I usually try to stay out of the way of these, but we talk about this here all the time, about the assumption that you are the one earning your bread and everybody else is getting away with something, about the fear that roils under so many of our political discussions: I can’t get free health care, because that means you get it, too, and you smoke unfiltered cigarettes and drink Jack Daniels at breakfast and eat sausage fried in real beef fat, and it’s not fair. So when Heatherfirst posed this question I wasn’t surprised at the vehemence and diversity of the responses. I agree with her:
It was Christmas 1990, and he and I went shopping at a local mall to find gifts for the family. It was bitterly cold outside made worse by a cutting wet breeze, winters in Memphis are like that, and as we pulled out of the parking lot at the mall we passed a man standing on the median of the road selling single stem roses for $2. He was wearily disheveled, not dressed at all for the weather, and looked like he hadn’t eaten in days. He could have been starving, but he also could have been a drug addict. I’ll never know.
We’d always been taught that you ignore these people, they’ll take your money and use it to buy booze, or they’re somehow scamming you. Better to keep your money and do something more productive with it. Except Ranger pulled right up to the man, handed him a twenty dollar bill and said, “I’d like a rose for my sister,” and he pointed toward the passenger seat. “I haven’t seen her in months.”
The man looked down at the bill as if he were holding a fragile newborn animal, and his hands started to shake.
“Aw man,” he said. “I ain’t got no change for this. You got something smaller?”
“No,” said Ranger, and then as he shifted the car into drive he continued, “Please keep it.”
The window was still down as the car pulled away, and I’ll never forget how he called after us, “YOU’LL NEVER KNOW, MAN! YOU’LL NEVER KNOW!”
As we pulled up to a stop light in silence Ranger finally spoke up. “I saw him when we first drove into the parking lot hours ago. No telling how long he’s been out there, and he doesn’t have change for a twenty? LET HIM HAVE MY TWENTY.”
I asked Ranger if he cared what that man did with the extra money and he said he hadn’t even thought about that. It was just evident that the man selling roses needed those extra eighteen dollars more than he did. It felt like the right thing to do.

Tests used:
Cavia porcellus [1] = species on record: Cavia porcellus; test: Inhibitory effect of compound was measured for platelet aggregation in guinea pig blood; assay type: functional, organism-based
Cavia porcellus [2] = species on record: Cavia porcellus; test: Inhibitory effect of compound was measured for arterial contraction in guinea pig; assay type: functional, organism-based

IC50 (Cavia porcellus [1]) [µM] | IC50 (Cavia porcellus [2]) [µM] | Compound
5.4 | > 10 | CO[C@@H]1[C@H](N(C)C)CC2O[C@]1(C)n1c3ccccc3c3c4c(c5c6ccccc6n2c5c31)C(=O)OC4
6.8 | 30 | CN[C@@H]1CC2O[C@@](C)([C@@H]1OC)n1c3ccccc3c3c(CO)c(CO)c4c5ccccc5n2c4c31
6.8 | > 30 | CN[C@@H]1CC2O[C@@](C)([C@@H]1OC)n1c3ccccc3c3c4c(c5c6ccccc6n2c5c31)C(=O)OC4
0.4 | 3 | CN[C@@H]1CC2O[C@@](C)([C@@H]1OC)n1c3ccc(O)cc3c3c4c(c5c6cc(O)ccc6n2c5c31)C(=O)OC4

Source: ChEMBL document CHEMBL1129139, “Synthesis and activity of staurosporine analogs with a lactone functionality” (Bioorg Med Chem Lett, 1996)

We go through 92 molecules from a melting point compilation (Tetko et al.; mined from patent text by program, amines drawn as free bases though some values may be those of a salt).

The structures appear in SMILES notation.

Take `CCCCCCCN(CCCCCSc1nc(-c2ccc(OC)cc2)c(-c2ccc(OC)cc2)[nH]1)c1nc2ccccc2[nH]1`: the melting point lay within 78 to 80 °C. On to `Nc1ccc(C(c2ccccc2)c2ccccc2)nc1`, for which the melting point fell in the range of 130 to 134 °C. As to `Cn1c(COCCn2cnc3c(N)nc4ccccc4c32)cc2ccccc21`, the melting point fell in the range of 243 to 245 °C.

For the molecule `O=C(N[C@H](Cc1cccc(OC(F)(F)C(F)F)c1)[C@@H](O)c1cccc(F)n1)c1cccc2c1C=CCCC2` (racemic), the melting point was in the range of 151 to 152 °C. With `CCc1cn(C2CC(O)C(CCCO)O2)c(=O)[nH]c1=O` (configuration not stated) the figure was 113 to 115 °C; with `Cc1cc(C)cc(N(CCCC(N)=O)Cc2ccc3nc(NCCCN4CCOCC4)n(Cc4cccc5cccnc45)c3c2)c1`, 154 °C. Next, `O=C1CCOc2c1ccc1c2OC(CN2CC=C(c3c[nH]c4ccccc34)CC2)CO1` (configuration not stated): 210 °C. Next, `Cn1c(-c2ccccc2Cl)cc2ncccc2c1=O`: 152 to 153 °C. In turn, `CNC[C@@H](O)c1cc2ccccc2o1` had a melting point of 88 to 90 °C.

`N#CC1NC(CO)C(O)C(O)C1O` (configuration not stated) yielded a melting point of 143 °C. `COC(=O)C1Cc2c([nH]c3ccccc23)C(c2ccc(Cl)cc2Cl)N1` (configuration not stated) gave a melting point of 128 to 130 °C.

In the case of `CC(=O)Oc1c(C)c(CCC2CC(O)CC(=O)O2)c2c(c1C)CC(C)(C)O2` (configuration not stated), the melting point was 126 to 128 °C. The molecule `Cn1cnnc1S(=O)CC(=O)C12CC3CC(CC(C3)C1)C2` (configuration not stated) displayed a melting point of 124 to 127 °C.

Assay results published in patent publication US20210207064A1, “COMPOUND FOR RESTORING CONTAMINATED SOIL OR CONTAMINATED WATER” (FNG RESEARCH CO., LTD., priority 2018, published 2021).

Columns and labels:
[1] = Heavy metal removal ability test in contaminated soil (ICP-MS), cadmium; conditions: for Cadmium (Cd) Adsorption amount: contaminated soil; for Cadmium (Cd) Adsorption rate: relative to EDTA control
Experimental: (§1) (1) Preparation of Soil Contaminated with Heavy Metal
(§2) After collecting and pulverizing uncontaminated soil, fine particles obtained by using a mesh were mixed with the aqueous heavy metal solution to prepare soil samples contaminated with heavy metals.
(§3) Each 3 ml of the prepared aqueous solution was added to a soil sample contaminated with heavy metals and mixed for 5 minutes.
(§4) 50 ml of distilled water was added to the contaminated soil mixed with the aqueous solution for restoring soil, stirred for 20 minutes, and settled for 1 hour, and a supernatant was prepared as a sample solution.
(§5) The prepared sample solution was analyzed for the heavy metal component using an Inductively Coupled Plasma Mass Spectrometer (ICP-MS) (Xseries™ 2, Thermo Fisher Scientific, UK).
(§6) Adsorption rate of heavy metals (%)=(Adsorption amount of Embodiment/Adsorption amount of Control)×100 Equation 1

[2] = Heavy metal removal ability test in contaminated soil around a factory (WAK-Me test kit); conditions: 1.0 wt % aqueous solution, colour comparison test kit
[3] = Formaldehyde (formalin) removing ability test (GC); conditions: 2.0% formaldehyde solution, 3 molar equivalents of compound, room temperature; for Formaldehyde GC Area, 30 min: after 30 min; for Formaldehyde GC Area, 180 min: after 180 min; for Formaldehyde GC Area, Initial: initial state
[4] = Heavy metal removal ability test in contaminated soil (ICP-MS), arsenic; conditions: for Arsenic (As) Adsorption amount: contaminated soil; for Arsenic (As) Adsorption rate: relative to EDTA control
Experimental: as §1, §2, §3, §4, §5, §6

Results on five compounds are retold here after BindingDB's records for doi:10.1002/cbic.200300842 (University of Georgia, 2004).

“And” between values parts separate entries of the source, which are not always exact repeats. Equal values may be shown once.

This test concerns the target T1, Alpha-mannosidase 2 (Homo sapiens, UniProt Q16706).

Her comment section on the original post was a huge morass of “where do you stop, then, invite all the homeless into your house, let them kill you in your sleep and rape your children?” and “can’t save everybody” and “if I can’t heal the whole world then I ain’t doing SHIT” interspersed with frustrated people saying, “Oh, for fuck’s SAKE already,” which is about the range of response anybody gets for raising this question. And I get it, I do. I get being overwhelmed by the state of the world’s misery and unable to move for fear that your own two hands are NEVER enough to bail out the boat, and I get the conversation about fish vs. teaching to fish, and all of that.
And I would at this point turn it over to the theologists and whatnot, except to say: You do the job in front of you. What you consider “the job” and “in front” and “of you” are the ways you work out how your obit is going to be written, and it’s that simple. I can make up a catchphrase (Live Without A Helmet!) and sell it as a system and go on Oprah, but this shit is pretty basic: You have what you decided to do and that decision is called your life.
Heather’s original question was this:
Indulge me for a second and consider this scenario: let’s say you’re given the opportunity to donate some money to a desperate family who would use it to feed their children, but were only able to do so if you donated the same amount of money to someone you knew would use it to buy crack. Would you do it?
Well? Would you?